As a result, a second refugee board hearing was held and his claim was rejected in 2008. He appealed again to the Federal Court and lost in 2009.
Next, he applied to stay in Canada on humanitarian and compassionate grounds, arguing that he had a Canadian wife and children.
He then asked for a risk assessment, which considers whether it is unsafe to deport someone, but in 2011 officials found he could be sent back to Liberia without any problem.
Meanwhile, he complained to the court about what he called a “false newspaper article” in Maclean’s magazine that identified him as a war crimes suspect. He alleged the report had “held up” the processing of his immigration application.
In 2013, Horrace was charged by Woodstock, Ont., police with theft over $5,000, making counterfeit money and fraud. That same year, he went to the Federal Court for a third time in an attempt to force the government to give him permanent residence.
The government’s response, filed in 2015, said he was still under investigation and that “given the serious allegations that the applicant forcibly conscripted children and committed rape and murder,” the delay in processing his case was not unreasonable.
The court ruled against Horrace once again.
When he was killed, he was five months into his fourth appeal to the Federal Court. He wanted the court to order the government of Canada to give him permanent residence.
He said he had received a conditional discharge for his criminal charges and the government had not presented any evidence the war crimes allegations he had faced had “any factual basis.”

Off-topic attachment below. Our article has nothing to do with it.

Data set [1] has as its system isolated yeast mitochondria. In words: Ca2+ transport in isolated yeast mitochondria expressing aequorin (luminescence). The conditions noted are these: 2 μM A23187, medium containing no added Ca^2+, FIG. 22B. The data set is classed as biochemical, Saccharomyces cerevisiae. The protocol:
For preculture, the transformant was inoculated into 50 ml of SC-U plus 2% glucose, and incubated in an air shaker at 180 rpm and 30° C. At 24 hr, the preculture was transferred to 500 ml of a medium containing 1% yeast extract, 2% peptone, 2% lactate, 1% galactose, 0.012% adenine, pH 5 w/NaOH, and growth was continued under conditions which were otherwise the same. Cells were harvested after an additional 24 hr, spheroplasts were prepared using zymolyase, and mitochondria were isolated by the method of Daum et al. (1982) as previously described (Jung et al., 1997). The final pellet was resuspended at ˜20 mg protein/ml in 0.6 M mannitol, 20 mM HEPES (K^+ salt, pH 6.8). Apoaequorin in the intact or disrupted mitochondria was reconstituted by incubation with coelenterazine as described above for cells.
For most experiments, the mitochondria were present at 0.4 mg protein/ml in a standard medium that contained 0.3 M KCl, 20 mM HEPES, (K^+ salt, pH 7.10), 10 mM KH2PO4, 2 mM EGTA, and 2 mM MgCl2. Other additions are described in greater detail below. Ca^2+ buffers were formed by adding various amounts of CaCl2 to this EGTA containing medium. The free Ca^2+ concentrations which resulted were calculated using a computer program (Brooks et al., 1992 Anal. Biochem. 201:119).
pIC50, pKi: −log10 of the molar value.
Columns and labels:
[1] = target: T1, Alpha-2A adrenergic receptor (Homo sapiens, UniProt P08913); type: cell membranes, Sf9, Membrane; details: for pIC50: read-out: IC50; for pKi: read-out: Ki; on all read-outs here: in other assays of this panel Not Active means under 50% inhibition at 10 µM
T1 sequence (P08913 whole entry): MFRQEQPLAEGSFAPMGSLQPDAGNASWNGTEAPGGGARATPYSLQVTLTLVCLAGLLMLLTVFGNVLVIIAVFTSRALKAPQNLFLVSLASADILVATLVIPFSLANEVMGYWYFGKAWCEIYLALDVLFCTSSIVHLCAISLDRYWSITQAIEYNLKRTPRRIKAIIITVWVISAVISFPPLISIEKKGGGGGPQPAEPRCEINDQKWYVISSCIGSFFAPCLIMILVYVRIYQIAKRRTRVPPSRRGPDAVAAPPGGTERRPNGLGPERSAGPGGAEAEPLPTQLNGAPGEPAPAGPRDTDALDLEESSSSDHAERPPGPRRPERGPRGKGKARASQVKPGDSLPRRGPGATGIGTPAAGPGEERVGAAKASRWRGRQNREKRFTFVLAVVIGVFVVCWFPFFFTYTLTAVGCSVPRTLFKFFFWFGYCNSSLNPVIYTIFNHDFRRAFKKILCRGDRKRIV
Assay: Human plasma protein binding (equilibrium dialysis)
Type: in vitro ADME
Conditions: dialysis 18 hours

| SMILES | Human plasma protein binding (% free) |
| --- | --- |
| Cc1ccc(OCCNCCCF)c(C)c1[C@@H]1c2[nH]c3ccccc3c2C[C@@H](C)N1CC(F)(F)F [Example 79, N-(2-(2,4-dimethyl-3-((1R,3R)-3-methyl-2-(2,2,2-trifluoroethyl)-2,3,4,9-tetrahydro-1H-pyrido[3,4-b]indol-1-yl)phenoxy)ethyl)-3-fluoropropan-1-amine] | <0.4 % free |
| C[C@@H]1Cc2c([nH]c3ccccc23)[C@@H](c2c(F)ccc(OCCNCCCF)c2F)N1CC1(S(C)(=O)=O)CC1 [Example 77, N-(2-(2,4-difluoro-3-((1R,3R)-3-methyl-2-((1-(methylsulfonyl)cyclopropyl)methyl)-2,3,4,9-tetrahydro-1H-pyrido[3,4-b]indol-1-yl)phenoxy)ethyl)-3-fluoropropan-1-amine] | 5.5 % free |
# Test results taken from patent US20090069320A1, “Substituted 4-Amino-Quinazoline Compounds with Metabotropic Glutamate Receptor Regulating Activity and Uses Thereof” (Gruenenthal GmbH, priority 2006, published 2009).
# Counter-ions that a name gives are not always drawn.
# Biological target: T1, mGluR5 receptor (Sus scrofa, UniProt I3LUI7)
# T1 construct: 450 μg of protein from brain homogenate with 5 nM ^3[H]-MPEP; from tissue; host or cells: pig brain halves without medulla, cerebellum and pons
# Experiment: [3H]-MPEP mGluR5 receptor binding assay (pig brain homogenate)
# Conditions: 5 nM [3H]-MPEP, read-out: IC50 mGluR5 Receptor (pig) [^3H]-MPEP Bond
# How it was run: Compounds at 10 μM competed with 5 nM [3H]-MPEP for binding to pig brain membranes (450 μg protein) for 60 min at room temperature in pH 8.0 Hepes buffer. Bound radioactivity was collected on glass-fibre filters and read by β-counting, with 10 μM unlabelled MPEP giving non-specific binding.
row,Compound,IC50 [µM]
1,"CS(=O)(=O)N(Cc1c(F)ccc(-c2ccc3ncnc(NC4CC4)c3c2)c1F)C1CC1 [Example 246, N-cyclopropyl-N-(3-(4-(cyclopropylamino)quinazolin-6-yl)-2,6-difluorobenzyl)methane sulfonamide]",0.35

“Mr. Horrace strenuously denied the allegations that he was involved in the atrocities that occurred in Liberia. He fully cooperated with Canadian authorities throughout a decade-long security investigation,” his lawyer Meghan Wilson said.
“This investigation never yielded evidence that would justify legal action being taken against him,” she said. “He had lived peacefully in Canada for almost 20 years. It is very painful for his family to see these allegations spread in the media.”
Prof. Sundberg said it was “crazy” that someone could live freely in Canada for so long despite having failed at every step of the immigration process and being suspected of war crimes.
“We need to have a wholesale review of our legislation, our regulations and our legal processes, so that we don’t have individuals who are war criminals, people who have trafficked in child soldiers, who have committed horrific war crimes abroad, come here, fail a refugee claim, are ordered removed and remain for decades after,” he said.
According to his immigration files, Horrace was the co-owner of Ann’s Touch Salon in Toronto and attended Sunday mass at Rhema Christian Ministries. He was a Salvation Army volunteer and studied to be a pastor.
On June 21, four suspects arrived at his London, Ont., home in two vehicles at 4:40 a.m. and forced their way inside, police said. A “physical altercation occurred which culminated with the victim being shot by one of the suspects.”
After responding to a 911 call, police found the victim with a gunshot wound. Paramedics took him to the hospital, where he was pronounced dead. The suspects involved fled before police got to the scene.